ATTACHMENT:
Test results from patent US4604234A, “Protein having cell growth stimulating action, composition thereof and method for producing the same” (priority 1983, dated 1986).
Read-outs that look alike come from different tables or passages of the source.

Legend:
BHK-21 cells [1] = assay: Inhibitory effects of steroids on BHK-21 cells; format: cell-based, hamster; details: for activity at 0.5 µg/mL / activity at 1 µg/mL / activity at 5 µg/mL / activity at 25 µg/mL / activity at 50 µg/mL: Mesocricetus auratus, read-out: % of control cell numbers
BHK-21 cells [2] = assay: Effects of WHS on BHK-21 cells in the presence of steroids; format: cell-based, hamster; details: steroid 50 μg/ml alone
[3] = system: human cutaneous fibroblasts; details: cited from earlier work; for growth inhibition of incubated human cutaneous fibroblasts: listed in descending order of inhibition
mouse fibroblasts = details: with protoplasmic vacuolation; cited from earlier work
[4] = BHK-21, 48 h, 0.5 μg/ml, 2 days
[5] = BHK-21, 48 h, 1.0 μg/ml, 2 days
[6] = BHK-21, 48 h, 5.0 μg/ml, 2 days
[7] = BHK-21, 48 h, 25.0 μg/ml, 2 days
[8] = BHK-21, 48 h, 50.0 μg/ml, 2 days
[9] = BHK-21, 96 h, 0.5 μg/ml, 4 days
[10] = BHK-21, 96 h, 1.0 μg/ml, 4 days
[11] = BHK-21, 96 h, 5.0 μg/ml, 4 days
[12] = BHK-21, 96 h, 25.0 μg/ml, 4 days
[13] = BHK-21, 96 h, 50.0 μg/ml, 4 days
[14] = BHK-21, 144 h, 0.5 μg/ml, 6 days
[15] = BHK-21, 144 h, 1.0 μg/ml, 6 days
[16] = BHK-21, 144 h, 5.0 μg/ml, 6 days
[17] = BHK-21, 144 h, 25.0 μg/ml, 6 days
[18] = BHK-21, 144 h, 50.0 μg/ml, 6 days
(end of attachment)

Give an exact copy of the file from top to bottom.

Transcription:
Test results from patent US4604234A, “Protein having cell growth stimulating action, composition thereof and method for producing the same” (priority 1983, dated 1986).
Read-outs that look alike come from different tables or passages of the source.

Legend:
BHK-21 cells [1] = assay: Inhibitory effects of steroids on BHK-21 cells; format: cell-based, hamster; details: for activity at 0.5 µg/mL / activity at 1 µg/mL / activity at 5 µg/mL / activity at 25 µg/mL / activity at 50 µg/mL: Mesocricetus auratus, read-out: % of control cell numbers
BHK-21 cells [2] = assay: Effects of WHS on BHK-21 cells in the presence of steroids; format: cell-based, hamster; details: steroid 50 μg/ml alone
[3] = system: human cutaneous fibroblasts; details: cited from earlier work; for growth inhibition of incubated human cutaneous fibroblasts: listed in descending order of inhibition
mouse fibroblasts = details: with protoplasmic vacuolation; cited from earlier work
[4] = BHK-21, 48 h, 0.5 μg/ml, 2 days
[5] = BHK-21, 48 h, 1.0 μg/ml, 2 days
[6] = BHK-21, 48 h, 5.0 μg/ml, 2 days
[7] = BHK-21, 48 h, 25.0 μg/ml, 2 days
[8] = BHK-21, 48 h, 50.0 μg/ml, 2 days
[9] = BHK-21, 96 h, 0.5 μg/ml, 4 days
[10] = BHK-21, 96 h, 1.0 μg/ml, 4 days
[11] = BHK-21, 96 h, 5.0 μg/ml, 4 days
[12] = BHK-21, 96 h, 25.0 μg/ml, 4 days
[13] = BHK-21, 96 h, 50.0 μg/ml, 4 days
[14] = BHK-21, 144 h, 0.5 μg/ml, 6 days
[15] = BHK-21, 144 h, 1.0 μg/ml, 6 days
[16] = BHK-21, 144 h, 5.0 μg/ml, 6 days
[17] = BHK-21, 144 h, 25.0 μg/ml, 6 days
[18] = BHK-21, 144 h, 50.0 μg/ml, 6 days